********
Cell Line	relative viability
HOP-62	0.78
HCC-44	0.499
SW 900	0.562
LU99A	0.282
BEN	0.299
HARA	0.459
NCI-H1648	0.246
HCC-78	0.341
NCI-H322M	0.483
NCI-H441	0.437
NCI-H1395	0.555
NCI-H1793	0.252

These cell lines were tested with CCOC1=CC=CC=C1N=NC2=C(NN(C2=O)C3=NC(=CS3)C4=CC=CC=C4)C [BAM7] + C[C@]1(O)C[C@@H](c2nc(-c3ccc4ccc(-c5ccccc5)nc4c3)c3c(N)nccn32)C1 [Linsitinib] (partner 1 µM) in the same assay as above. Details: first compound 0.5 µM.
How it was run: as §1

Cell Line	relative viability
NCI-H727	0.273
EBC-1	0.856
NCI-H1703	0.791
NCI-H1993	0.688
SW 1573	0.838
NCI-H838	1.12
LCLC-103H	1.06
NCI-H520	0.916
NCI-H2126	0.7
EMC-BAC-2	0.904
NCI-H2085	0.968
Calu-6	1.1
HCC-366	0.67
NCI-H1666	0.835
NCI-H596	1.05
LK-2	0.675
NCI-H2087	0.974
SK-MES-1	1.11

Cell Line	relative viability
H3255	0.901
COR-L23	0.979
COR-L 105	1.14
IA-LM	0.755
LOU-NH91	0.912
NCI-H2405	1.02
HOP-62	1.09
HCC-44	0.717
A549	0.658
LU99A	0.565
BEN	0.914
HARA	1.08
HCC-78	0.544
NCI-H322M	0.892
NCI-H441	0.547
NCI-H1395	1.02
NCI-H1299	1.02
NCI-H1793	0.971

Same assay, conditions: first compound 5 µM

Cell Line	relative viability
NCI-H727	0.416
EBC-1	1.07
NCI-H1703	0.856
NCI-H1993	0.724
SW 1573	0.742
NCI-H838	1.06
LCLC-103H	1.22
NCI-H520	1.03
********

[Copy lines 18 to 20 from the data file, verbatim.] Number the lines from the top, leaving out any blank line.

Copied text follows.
EBC-1	0.856
NCI-H1703	0.791
NCI-H1993	0.688